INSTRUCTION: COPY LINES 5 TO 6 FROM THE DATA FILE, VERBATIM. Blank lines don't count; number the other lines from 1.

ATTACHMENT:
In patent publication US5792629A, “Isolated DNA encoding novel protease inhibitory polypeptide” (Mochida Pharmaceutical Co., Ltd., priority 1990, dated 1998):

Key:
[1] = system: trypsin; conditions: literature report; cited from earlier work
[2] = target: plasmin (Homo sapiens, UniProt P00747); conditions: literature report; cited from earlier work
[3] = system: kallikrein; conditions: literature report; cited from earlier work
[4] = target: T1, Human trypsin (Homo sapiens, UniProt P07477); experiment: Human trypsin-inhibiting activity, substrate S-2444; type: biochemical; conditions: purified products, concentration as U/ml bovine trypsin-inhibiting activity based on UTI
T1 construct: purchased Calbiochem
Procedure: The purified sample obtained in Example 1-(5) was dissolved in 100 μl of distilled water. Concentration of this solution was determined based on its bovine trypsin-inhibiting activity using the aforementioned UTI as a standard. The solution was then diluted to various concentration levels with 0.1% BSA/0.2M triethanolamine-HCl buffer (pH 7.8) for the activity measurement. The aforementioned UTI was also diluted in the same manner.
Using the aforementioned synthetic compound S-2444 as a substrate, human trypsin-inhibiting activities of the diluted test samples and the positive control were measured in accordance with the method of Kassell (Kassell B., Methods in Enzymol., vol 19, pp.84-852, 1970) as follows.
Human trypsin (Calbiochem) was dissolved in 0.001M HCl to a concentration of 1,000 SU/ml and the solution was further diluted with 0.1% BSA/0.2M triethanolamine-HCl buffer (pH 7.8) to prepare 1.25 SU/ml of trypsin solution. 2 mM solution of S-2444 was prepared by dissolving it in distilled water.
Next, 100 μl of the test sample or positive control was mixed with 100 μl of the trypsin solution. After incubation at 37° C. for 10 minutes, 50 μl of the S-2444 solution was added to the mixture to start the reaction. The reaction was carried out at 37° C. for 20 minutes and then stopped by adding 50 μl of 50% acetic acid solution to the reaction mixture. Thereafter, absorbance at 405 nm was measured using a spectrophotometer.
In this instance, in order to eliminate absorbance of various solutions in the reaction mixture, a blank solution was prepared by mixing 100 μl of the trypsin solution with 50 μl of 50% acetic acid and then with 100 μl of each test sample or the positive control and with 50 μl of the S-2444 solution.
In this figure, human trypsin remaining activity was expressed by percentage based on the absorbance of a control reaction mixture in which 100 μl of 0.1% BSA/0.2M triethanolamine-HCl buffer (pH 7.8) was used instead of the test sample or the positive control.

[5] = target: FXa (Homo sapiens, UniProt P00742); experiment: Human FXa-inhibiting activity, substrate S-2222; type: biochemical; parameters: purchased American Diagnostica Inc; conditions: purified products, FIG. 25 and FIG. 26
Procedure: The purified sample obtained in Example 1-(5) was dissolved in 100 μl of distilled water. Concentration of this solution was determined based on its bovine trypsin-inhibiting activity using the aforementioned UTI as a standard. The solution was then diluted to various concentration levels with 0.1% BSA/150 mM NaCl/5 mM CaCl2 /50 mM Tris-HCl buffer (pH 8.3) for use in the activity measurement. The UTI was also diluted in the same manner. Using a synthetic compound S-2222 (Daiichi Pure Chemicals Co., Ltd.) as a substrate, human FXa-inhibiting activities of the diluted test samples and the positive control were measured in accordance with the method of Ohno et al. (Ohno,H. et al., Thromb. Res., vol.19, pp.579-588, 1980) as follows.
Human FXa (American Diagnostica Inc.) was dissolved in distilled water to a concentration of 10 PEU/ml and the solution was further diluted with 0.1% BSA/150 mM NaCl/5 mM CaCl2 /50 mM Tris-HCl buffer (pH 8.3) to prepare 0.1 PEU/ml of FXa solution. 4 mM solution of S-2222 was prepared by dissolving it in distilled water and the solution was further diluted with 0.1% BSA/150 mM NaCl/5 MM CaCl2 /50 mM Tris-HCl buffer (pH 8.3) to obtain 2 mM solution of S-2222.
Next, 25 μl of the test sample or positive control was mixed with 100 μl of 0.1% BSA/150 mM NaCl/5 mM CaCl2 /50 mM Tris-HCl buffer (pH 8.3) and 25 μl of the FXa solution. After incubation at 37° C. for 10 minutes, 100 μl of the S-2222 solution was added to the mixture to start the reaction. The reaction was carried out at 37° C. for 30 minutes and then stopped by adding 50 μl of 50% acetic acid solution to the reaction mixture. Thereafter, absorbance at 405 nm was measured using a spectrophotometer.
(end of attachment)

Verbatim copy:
[3] = system: kallikrein; conditions: literature report; cited from earlier work
[4] = target: T1, Human trypsin (Homo sapiens, UniProt P07477); experiment: Human trypsin-inhibiting activity, substrate S-2444; type: biochemical; conditions: purified products, concentration as U/ml bovine trypsin-inhibiting activity based on UTI